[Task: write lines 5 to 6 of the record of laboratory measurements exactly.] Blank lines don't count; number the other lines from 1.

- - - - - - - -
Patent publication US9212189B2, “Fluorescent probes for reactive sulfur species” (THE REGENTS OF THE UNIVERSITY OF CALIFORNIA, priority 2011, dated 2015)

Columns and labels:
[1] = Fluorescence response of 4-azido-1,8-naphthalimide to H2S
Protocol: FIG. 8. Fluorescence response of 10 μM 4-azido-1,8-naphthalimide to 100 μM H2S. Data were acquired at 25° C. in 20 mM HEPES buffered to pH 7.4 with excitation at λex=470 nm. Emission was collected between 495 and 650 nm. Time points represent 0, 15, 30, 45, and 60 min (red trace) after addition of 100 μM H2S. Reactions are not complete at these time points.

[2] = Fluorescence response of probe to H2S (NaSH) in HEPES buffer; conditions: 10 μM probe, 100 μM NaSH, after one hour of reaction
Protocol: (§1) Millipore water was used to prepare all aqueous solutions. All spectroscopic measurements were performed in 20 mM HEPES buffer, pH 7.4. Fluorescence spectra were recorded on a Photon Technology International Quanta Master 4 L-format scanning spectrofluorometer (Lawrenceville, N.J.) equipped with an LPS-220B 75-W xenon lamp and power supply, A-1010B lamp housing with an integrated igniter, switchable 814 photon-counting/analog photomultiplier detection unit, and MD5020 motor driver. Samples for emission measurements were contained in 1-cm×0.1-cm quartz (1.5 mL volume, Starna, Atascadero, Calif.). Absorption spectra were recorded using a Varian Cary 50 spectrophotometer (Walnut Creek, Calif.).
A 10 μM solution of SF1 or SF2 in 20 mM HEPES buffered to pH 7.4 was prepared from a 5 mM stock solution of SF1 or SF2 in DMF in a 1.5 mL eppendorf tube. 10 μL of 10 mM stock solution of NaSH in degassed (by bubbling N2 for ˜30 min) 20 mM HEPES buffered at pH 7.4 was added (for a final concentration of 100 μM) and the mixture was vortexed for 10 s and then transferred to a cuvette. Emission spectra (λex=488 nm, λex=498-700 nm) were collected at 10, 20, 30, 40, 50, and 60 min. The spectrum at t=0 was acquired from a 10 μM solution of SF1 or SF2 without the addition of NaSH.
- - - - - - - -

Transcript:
[2] = Fluorescence response of probe to H2S (NaSH) in HEPES buffer; conditions: 10 μM probe, 100 μM NaSH, after one hour of reaction
Protocol: (§1) Millipore water was used to prepare all aqueous solutions. All spectroscopic measurements were performed in 20 mM HEPES buffer, pH 7.4. Fluorescence spectra were recorded on a Photon Technology International Quanta Master 4 L-format scanning spectrofluorometer (Lawrenceville, N.J.) equipped with an LPS-220B 75-W xenon lamp and power supply, A-1010B lamp housing with an integrated igniter, switchable 814 photon-counting/analog photomultiplier detection unit, and MD5020 motor driver. Samples for emission measurements were contained in 1-cm×0.1-cm quartz (1.5 mL volume, Starna, Atascadero, Calif.). Absorption spectra were recorded using a Varian Cary 50 spectrophotometer (Walnut Creek, Calif.).